The Jackson Hammerheads organization is in mourning today. Manager Lou Hayes, who was sidelined in midseason due to a heart attack, passed away this morning at the age of 54 due to complications from his coronary.
In his inaugural season with Jackson, Hayes compiled a 70-56 record before collapsing in the locker room while addressing his team on August 25th. He underwent apparently successful bypass surgery the next day, but he was unable to return to the team. In recent days, he had returned to the hospital after feeling discomfort in his chest. He was scheduled to be released later this week, but unexpectedly succumbed to a valve rupture.
Hayes was widely respected and loved within the Jackson clubhouse, and news of his passing sent shockwaves through the organization. “I can’t believe Lou’s gone,” said Hammerheads C Clarence Doyle. “It’s pretty ironic that he had heart trouble, ‘cause he had a bigger heart than anybody I know.”
“It’s just not right,” said CF Damian “Black Hammer” Deason. “Lou was my guy. He was the White Lightning to my Black Hammer. I can’t imagine him not being here.”
“Lou and I had our tough times,” said closer Rick Sheen, “but he was like a father to me. I can’t help but feel responsible; I probably did more than anyone to cause his heart attack.”
“The Hammerheads organization extends its deepest condolences to the Hayes family,” said Hammerheads owner/whiz-kid GM Steven Butler. “Lou Hayes embodied all that was great about baseball and instilled the ‘get on base’ methodology that will lead the Hammerheads to numerous championships.”
Butler announced that the team would dedicate next season to Hayes’ memory. He also said that a plaque honoring the manager would be placed in the center-field fence, forever memorializing Hayes in Hammerheads lore.
Hayes’ passing creates a somewhat awkward situation for the Hammerheads, who already knew that they would be searching for a new manager next season. Prior to his passing, Hayes had already decided to retire due to his health, and had informed the organization of his plans.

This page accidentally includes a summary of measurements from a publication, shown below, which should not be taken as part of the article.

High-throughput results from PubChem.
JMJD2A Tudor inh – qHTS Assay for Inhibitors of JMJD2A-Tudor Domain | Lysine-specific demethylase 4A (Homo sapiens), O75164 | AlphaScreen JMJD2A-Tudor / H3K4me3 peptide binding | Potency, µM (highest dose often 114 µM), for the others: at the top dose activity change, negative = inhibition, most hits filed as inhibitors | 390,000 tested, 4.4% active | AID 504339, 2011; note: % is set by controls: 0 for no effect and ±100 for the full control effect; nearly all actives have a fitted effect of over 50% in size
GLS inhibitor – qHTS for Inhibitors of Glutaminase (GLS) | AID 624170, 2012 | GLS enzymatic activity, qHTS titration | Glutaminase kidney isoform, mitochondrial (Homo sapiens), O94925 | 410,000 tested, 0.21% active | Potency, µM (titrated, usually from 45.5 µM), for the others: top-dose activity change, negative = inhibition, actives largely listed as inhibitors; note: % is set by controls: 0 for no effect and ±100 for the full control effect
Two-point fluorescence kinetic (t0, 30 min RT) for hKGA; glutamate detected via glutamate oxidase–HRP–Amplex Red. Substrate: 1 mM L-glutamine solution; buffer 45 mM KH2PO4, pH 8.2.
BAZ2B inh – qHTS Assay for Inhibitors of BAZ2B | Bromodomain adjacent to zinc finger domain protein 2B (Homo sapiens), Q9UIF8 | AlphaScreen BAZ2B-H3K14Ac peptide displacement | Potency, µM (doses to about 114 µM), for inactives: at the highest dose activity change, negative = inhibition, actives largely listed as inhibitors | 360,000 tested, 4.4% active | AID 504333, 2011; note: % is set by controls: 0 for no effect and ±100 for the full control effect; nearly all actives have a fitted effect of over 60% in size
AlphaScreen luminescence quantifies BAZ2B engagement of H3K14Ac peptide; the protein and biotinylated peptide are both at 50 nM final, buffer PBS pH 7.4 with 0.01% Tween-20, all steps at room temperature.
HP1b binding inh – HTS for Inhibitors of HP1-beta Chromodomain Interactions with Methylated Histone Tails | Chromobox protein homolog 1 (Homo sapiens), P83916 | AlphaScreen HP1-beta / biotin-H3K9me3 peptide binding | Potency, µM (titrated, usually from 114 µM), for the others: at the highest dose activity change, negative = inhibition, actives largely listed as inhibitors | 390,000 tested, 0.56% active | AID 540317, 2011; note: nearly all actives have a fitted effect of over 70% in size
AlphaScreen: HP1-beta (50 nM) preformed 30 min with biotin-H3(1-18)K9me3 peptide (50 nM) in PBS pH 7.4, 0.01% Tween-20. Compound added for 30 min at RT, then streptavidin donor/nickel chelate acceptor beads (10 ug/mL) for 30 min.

The Hammerheads had already made the decision not to retain interim manager Eddie Harris, who went 13-11 over the final month of the season. The organization considered delaying the announcement about Harris in the wake of Hayes’ passing, but felt that it would be best not to leave Harris twisting in the wind.
“Eddie Harris had a run; not great and not awful,” said Butler. “That’s not good enough around here. We wish him well.”
A distraught Harris fought to hold back tears as he addressed the press. “I guess it’s an understatement to say it’s a hard day for me,” Harris said. “Lou’s my friend, and it hurts to know he’s gone. My only consolation is knowing that St. Peter’s getting a nice room ready for him up in heaven. Next to that, getting fired isn’t as bad, but it’s still tough. I guess the team did what they felt they had to do. But the good Lord wouldn’t put me through this trial if he didn’t think I could handle it.”
Harris joined the team in May as pitching coach, after Steve Parkinson resigned for family reasons. It was hoped that the former major-league pitcher would be able to turn around Jackson’s struggling staff. Though that didn’t happen, Harris reportedly developed a rapport with the players. That is presumably why the team appointed him as interim manager when Hayes went down.
Butler declined to address the status of the rest of the Jackson coaching staff. Bench coach Pepper Leach, first base coach Gus Cantrell, third base coach Duke Temple, bullpen coach Jake Taylor, and hitting coach Pedro Cerrano remain in limbo while the Hammerheads search for a new manager.
According to team sources, the Hammerheads will cast their net far and wide in searching for a replacement. Among the reported candidates: former Angels manager George Knox, ex-Cubs pilot Sal Martinella, former Twins skipper Billy Heywood, noted youth coach Gordon Bombay, and current Nationals third-base coach Bob Henley.